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Manny Rayner's book reviews

I love reviewing books - have been doing it at Goodreads, but considering moving here.

Currently reading

The Greatest Show On Earth: The Evidence For Evolution
Richard Dawkins
R in Action
Robert Kabacoff
Fluid Concepts and Creative Analogies
Douglas R. Hofstadter
McGee on Food and Cooking: An Encyclopedia of Kitchen Science, History and Culture
Harold McGee
Epistemic Dimensions of Personhood
Simon Evnine
Pattern Recognition and Machine Learning (Information Science and Statistics)
Christopher M. Bishop
Relativity, Thermodynamics and Cosmology
Richard C. Tolman
The Cambridge Handbook of Second Language Acquisition
Julia Herschensohn, Martha Young-Scholten
Is There a God? - Richard Swinburne Right now, there should be a fascinating dialogue going on between the science and faith communities... but there isn't. It's so frustrating! You'd think it would be impossible to stop it; as you can see in recent books like Rees's Just Six Numbers, Susskind's The Cosmic Landscape and Hawking's The Grand Design, many scientists are happy to agree that the universe looks as though it has been designed to make life possible. Susskind's book is subtitled "String theory and the illusion of Intelligent Design"; Hawking's has a chapter called "The Apparent Miracle". Needless to say, a large part of the faith-based community has been telling us the same thing for a long time. So there's an obvious question that needs to be answered: is the universe designed, or isn't it? You'd expect a bit more discussion.

I am disappointed to say that no such thing is happening. The scientists have all decided that the one explanation which makes sense is a combination of the Multiverse and the Anthropic Principle. There are a zillion possible universes, of almost any kind you can imagine; a very small number support life, and since we're alive we're in one of them. We look around and think we see design, but it's pure chance. They won't even discuss the possibility that it actually is design. On the other side, you have the faith-based people, like Francis Collins (The Language of God), and this guy. They look at the Multiverse argument for about two pages and dismiss it. It looks like design, they tell us, so, duh, it probably is.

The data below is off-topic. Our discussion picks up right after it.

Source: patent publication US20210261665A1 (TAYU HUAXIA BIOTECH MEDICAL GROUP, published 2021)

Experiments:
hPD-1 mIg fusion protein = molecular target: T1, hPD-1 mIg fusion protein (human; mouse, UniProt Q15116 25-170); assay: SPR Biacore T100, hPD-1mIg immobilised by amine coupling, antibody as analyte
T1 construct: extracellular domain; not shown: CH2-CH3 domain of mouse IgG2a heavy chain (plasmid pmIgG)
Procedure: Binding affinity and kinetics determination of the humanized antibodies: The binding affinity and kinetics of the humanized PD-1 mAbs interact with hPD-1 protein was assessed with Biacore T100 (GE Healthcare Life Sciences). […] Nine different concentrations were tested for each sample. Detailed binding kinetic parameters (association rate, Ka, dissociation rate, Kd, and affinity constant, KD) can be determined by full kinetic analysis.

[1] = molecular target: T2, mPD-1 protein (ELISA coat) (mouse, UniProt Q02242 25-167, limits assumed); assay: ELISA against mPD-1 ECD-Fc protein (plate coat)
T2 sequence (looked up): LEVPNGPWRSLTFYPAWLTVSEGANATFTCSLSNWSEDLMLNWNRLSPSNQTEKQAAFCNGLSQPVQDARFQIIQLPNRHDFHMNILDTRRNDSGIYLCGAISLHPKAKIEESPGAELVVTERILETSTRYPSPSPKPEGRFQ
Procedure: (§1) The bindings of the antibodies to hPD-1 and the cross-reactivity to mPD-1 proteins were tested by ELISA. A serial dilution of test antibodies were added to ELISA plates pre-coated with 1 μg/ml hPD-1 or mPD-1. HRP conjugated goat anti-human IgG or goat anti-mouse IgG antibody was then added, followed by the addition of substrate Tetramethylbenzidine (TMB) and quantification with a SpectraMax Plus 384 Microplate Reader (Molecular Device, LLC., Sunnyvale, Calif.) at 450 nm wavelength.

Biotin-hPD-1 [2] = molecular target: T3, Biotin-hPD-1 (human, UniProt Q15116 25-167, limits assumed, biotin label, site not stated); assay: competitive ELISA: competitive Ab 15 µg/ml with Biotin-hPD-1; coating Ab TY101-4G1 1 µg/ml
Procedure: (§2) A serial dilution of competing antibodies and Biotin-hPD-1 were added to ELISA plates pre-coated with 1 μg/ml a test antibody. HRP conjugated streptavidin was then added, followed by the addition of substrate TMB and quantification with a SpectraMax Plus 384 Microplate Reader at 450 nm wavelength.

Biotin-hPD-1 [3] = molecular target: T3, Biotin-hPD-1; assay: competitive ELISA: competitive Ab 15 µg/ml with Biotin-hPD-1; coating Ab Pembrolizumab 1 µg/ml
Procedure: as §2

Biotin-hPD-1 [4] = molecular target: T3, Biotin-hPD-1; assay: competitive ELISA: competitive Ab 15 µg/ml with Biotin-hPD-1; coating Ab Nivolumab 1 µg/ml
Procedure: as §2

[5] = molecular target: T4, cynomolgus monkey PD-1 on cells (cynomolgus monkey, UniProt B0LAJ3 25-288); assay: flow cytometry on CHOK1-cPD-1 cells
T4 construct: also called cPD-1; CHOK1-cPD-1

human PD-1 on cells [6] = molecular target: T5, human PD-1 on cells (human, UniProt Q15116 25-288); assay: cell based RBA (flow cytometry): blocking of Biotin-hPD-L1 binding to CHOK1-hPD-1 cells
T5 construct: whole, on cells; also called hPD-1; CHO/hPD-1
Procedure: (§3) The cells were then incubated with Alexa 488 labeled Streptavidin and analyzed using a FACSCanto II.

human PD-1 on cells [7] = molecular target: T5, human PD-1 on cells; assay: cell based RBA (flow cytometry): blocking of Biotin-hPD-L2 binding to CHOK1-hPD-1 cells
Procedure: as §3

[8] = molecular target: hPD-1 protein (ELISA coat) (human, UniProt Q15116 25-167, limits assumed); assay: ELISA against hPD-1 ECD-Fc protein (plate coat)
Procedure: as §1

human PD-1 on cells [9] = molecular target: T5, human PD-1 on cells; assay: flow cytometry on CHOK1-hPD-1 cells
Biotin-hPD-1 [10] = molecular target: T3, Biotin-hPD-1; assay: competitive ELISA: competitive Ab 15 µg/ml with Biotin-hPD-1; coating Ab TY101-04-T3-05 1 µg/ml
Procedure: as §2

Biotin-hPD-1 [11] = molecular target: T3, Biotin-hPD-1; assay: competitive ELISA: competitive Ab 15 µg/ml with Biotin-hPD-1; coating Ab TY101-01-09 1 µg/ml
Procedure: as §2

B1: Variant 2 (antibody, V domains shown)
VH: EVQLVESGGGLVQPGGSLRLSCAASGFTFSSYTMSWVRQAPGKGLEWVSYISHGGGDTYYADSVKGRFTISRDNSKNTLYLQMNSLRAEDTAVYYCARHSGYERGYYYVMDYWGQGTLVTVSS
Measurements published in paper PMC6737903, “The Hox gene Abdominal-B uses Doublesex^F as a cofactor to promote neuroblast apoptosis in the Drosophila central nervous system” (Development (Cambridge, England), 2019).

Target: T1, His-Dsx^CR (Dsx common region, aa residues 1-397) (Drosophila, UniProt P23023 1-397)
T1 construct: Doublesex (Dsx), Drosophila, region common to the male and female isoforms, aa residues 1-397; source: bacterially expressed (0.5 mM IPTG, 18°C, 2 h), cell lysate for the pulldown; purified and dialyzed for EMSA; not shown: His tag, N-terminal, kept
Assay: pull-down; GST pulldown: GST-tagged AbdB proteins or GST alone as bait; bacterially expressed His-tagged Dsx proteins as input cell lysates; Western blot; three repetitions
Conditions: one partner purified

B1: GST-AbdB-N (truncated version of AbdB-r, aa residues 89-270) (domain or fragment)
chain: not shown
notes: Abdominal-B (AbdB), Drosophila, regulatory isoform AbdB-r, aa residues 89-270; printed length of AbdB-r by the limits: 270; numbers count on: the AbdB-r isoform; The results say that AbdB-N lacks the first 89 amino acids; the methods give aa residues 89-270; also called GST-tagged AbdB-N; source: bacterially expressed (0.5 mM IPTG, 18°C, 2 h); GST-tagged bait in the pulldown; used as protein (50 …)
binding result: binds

Swinburne wants to establish the probable existence of God and, really, he doesn't have much more going for him than the Argument from Design. He spends a chapter talking about souls (very unconvincingly, IMHO), and he spends another arguing that God could be good and still allow evil, because it's an inevitable consequence of free will (I thought this part was quite well done). He waffles for twenty pages about miracles without ever really saying very much. But if the design part of the argument holds, it's enough. The rest is just due diligence.

So how credible is the Design argument? Having finished the book, I know about as much as I did when I started. The most infuriating thing is that both sides invariably quote Ockham's Razor and claim it supports their case. Guys, I know you are all super-smart and have published books on the subject and get invited to prestigious conferences, but may I be so bold as to offer you a tiny piece of advice? Ockham's Razor probably isn't going to help a lot here. Leave it alone and develop some other lines of attack.